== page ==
This Saturday was the birthday of my great Aunt, Marge Zihlman. She was born in Philadelphia to the Brugger family, and remained there until marrying Uncle Eddie, my grandmother's brother. He was in the Navy during WWII and was stationed in Philadelphia when the war ended (he suspects he was making heavy water for the atomic bomb tests). He met Marge at an USO event, and they were married after his discharge. He and my grandmother had inherited the Zihlman dairy ranch, and moving from Philadelphia to Windthorst, Texas was a big shock to her. Especially the outdoor plumbing (with snakes). She only got occasional glimpses of my grandfather, who apparently never left his bedroom. I asked if he was sick at the time, and Mom said, "No, that's when he was drinking." (I'll ask about that some other time.)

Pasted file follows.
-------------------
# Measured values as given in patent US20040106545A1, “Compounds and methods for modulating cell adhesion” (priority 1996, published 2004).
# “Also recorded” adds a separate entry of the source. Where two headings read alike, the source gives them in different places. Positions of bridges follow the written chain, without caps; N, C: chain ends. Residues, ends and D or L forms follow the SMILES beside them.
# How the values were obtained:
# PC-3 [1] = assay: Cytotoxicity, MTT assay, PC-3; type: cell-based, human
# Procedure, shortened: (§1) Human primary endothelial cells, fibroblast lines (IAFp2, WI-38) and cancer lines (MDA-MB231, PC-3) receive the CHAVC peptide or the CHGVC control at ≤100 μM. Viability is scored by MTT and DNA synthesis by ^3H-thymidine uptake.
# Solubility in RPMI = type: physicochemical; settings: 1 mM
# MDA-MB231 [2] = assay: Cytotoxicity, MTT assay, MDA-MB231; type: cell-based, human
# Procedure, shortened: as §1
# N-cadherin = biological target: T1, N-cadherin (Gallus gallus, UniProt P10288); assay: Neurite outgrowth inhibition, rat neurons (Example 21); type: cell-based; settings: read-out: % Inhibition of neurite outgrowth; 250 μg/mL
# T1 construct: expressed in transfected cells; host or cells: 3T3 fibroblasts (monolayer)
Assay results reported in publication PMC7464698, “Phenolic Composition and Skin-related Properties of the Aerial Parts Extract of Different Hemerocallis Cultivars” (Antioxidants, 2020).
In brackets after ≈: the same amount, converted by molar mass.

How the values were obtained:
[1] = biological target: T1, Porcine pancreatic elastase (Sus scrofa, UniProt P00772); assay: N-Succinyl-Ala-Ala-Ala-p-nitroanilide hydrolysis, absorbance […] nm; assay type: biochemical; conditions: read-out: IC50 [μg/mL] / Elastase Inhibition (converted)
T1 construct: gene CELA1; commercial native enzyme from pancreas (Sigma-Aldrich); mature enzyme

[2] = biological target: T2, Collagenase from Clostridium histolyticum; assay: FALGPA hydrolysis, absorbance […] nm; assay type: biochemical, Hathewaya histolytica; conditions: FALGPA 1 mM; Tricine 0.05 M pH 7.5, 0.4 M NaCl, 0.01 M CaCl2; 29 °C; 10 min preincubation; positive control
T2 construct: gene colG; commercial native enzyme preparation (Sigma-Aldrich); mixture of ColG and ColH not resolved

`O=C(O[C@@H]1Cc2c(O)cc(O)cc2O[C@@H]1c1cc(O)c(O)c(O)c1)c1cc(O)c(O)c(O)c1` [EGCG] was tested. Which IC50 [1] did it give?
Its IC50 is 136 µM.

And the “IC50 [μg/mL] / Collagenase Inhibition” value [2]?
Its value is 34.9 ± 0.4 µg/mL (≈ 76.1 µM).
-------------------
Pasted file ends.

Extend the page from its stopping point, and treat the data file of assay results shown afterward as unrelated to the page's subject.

Having a digital camera with a video function has been a godsend. My last trip to Texas I took a 10 minute movie of Marge telling this story, and the medium is so much more revealing than pictures or a written narrative could ever be. She never mentions the obvious culture shock, but its presence is clear in her tone of voice. She may not have been amused at the time, but she put it behind her and can look back on it with a sense of ironic bemusement.